SASMO stands for "Singapore and Asian Schools Math Olympiad". According to its webpage it is an organization devoted and dedicated to bringing a love for Mathematics to students. It has to do with interest and enthusiasm for mathematical problem solving, developing mathematical intuition, reasoning and logical thinking, as well as creative and critical thinking. The following problem, aimed for students between 14 and 16, was proposed by SASMO and quickly went viral through the social networks. It is known as the Cheryl's birthday problem.
“Albert and Bernard just became friends with Cheryl, and they want to know when her birthday is. Cheryl gives them a list of 10 possible dates:
May 15, May 16, May 19,
June 17, June 18,
July 14, July 16,
August 14, August 15, August 17.
Cheryl then tells Albert and Bernard separately the month and the day of her birthday respectively.
Albert: I don't know when Cheryl's birthday is, but I know that Bernard doesn't know too.
Bernard: At first I don't [sic] know when Cheryl's birthday is, but I know now. [A better grammar could be: At first I didn't know when Cheryl's birthday was, but now I do]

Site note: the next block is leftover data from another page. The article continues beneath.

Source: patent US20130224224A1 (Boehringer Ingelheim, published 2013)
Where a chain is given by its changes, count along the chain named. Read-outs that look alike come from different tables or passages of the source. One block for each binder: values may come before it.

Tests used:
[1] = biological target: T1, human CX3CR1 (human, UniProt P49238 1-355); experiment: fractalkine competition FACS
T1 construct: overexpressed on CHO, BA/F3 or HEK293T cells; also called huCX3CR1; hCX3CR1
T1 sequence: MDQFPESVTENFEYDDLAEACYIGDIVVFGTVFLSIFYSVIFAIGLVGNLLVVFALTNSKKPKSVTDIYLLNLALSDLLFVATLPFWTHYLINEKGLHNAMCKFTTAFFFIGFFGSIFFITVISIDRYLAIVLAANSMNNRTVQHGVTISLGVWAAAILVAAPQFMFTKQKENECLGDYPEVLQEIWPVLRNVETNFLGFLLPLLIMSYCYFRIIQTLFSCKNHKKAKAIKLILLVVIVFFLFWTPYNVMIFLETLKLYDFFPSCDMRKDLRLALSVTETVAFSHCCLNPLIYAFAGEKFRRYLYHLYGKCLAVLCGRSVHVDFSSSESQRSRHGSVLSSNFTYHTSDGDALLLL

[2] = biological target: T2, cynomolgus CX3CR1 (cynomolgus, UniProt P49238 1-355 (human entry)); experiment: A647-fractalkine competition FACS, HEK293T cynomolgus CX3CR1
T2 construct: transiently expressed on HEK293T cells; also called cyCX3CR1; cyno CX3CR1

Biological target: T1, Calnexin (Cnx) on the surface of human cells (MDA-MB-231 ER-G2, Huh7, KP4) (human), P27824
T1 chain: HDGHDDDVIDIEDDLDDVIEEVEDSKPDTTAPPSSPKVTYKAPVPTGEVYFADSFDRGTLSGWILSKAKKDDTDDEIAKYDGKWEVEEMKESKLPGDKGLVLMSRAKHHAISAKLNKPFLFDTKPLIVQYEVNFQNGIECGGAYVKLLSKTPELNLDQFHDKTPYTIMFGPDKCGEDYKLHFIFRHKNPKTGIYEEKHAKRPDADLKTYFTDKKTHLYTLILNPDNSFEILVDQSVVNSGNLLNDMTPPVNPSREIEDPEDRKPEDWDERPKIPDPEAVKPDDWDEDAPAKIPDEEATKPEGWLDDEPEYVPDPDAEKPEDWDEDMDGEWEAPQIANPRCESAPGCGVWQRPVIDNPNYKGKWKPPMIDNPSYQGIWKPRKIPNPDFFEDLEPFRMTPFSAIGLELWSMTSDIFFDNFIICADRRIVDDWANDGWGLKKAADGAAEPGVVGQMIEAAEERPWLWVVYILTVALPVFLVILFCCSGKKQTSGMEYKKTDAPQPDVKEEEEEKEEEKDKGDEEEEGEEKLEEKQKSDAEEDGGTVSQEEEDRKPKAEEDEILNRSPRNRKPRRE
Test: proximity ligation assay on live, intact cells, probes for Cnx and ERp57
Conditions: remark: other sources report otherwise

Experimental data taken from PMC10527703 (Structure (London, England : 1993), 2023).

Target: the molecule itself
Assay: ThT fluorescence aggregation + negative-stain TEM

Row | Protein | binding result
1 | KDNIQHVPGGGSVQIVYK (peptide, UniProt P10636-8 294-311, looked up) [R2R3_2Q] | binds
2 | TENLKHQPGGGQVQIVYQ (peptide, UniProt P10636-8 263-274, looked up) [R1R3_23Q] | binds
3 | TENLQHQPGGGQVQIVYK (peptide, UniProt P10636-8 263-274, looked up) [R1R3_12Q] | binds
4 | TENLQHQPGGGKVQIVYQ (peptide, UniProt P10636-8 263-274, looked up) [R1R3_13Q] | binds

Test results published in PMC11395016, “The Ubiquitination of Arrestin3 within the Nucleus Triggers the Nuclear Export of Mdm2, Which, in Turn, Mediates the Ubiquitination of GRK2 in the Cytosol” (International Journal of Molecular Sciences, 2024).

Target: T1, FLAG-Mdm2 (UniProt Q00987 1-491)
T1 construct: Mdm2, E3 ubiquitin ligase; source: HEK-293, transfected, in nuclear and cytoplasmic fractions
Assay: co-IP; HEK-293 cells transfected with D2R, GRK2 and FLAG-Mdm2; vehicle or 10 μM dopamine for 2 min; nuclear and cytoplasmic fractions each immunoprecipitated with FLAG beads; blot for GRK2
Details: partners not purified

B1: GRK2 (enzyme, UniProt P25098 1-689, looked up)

Albert: Then I also know when Cheryl's birthday is.
So when is Cheryl's birthday?"
It's not difficult to get the answer if you are used to these kind of problems, but if this is the first time you are facing one of them, it is likely that you have to think about at it for a long time. I hope you enjoy it.
You got it? Ok, here you have the key points that you should have followed in your reasoning:
• The first comment of Albert eliminates all the dates of May and June. Do you see why?
• The following comment of Bernard eliminates July 14 and August 14.
• The last comment of Albert eliminates August 15 and August 17.
So the final answer is... exactly, the remaining date you thought, didn't you?
By the way, the photo we have chosen for this post is not a birthday cake but a nuclear bomb explosion... Are you any good at History of Science?